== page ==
In an exclusive interaction with Dataquest, Matthew Hardman, Director Technical Experts, Data Intelligence, Hitachi Vantara talks about the impact of GDPR on AI, challenges that the companies are facing while deploying GDPR and what are the solutions for the same. Excerpts:
Q. According to you, what is the impact of GDPR on AI?
Most AIs are made up of large amounts of data as input, and complex algorithms to process that data and produce an insight for a human or another machine to take action on. Now GDPR will impact both areas, and while I could go into regulation by regulation, there are a few key areas that might impact AI most of all, including consent and permission to use data, understanding how the data is being processed and the right to be forgotten.
First of all, consent and permission to use data are complicated because, under the GDPR, organizations need to obtain permission from the user to capture data for specific use cases only. While this protects the individual from usage of their data in ways they don’t know about, it also potentially limits the organization from embarking on the sorts of science projects that had sprung up around AI, and the consumption of large amounts of data. Now if an organization wants to re-use data for another purpose not outlined in the original consent, they may need to go back and ask for an increased level of permission, this process can prove to be costly, and time-consuming that could impact innovation.
Understanding how data is being processed means that organizations will have to be much more aware of the algorithms and how they operate inside the organization. This is essential because they will be required to explain to the users, whose data they have collected, what the algorithms are doing, how they would work, and how the result would be used. This means that in many cases marketing communications, legal and other departments will become much more involved when new initiatives around data take place.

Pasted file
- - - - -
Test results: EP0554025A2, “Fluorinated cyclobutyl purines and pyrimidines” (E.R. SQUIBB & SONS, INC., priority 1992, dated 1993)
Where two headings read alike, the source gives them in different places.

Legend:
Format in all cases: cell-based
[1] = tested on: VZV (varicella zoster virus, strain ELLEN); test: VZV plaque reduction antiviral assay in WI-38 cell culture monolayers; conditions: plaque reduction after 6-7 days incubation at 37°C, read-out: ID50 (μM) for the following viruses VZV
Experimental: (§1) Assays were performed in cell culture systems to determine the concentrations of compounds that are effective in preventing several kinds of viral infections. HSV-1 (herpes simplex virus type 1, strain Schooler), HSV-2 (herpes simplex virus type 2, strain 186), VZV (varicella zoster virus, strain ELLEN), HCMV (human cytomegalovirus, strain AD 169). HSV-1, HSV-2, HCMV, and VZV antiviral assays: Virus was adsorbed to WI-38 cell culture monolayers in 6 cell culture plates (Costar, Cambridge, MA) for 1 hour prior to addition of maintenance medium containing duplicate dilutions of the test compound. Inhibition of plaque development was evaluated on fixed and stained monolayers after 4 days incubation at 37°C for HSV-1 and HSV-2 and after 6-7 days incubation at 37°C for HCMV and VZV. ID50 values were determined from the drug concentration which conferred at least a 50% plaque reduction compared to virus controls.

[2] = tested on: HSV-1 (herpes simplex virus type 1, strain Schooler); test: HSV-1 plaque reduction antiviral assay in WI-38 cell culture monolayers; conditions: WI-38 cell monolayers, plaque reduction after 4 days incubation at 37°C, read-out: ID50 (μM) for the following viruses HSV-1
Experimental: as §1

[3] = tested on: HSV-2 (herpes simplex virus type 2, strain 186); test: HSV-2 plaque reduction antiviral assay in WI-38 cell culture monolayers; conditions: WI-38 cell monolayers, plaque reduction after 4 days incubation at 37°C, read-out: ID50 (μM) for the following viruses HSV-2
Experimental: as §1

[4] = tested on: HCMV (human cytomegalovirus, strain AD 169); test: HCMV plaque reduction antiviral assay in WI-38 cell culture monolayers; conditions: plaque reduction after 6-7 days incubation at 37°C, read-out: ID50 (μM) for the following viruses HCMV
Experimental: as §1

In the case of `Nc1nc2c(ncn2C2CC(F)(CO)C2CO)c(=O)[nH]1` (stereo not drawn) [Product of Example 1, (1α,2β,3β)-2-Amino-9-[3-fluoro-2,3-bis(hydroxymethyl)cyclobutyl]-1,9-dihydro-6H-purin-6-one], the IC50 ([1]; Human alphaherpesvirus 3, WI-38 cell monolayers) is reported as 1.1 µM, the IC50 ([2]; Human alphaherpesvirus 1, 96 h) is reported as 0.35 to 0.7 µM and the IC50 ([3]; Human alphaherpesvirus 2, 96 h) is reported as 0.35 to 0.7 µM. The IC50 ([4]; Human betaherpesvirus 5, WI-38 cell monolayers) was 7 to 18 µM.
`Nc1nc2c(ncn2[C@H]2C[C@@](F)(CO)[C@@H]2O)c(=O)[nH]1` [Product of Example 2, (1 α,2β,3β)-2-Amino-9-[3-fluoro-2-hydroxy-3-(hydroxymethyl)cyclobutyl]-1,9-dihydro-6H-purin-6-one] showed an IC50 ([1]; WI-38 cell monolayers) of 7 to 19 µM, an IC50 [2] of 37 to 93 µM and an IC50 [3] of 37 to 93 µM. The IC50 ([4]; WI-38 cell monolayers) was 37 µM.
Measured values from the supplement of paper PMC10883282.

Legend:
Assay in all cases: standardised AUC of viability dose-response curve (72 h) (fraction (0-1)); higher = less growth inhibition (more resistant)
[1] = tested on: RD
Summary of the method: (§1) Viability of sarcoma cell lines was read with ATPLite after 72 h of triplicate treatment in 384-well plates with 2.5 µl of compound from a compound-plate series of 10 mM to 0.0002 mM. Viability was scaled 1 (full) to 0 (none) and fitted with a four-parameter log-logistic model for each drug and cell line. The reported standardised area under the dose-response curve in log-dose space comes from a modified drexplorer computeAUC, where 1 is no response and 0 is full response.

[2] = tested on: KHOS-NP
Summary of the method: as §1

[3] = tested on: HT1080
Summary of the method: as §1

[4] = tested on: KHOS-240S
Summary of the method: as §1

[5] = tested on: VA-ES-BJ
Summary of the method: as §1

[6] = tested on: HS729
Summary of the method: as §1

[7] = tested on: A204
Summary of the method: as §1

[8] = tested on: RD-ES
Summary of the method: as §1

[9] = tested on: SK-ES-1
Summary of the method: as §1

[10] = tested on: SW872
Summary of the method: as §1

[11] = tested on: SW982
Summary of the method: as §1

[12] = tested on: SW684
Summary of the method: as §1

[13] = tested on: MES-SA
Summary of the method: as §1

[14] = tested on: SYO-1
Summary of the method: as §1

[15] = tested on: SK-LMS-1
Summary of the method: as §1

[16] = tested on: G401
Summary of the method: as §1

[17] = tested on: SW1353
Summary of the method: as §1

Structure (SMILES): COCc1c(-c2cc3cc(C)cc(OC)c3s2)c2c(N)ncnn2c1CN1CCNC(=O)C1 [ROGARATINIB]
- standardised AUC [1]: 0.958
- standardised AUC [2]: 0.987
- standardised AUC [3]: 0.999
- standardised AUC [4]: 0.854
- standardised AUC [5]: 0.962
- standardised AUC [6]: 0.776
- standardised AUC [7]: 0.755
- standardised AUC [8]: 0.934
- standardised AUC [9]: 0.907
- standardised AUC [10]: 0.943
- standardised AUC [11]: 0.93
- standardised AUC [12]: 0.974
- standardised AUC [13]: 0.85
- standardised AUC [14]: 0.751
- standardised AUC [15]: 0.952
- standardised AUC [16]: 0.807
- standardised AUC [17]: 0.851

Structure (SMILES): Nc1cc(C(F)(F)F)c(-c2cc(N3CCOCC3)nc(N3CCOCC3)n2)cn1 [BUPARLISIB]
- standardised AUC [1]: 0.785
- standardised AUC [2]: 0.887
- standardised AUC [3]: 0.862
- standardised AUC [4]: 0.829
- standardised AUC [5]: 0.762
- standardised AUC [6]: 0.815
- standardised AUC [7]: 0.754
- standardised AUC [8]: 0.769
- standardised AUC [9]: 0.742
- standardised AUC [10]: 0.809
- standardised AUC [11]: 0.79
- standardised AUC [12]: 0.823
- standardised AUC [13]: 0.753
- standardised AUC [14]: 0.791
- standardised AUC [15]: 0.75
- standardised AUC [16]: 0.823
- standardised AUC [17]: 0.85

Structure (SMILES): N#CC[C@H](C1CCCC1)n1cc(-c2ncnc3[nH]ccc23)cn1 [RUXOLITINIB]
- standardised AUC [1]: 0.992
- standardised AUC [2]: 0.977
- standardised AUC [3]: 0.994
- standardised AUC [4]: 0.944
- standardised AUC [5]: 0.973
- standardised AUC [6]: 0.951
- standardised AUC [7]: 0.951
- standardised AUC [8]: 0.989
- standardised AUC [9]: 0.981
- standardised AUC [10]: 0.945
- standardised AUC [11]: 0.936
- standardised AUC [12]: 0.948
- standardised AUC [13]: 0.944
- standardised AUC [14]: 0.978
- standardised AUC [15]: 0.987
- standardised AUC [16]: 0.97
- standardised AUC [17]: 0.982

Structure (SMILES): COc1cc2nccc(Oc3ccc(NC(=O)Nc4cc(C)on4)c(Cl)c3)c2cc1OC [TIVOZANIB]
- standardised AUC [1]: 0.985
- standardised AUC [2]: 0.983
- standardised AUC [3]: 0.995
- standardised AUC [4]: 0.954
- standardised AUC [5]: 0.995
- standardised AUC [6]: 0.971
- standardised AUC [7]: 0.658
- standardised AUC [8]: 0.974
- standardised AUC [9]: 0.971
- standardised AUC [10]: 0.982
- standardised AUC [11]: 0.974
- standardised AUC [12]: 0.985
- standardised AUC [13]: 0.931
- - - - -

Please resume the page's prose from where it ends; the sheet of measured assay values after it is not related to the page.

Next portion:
Finally, considering AI uses large amounts of data to build their models, if customers exercise their right to be forgotten, this may take chunks of information away from the AI, and have an overall impact on the AI insights themselves. Organizations may need to spend more time taking care to anonymize data before use to ensure that Personal Identifiable Information cannot be found.
Q. What challenges are Indian companies facing while deploying GDPR?
The biggest challenge for Indian companies, and pretty much any company in the world with GDPR, is knowing where all the user data is being stored. Typically, most people will look towards their centralized databases and applications hosted in their data centres to look for the data, but the reality is data doesn’t just exist in a controlled environment, it resides in peoples hard drives on their laptops, on file shares on a server, it resides in backups on tape… there are many locations where user data can be intentionally or unintentionally stored. We recently worked with a company in the financial industry who was looking at their user file services and what they had been storing in their shares. It turns out that 50% off all the data (and we are talking about a petabyte of files), was in the format of excel and comma-delimited file format (.csv) files. Now if you think about the .csv file for a second, these are usually exports of data from other applications, so what is happening here is that the data itself is being removed from the application, and also the security that application had implemented, and put into a general file share… the risks are enormous. Now when we talk about backup tapes, how can we find the user data in those backups, and even if we do, how do we enable an individual’ “right to be forgotten”? Do you destroy the whole tape?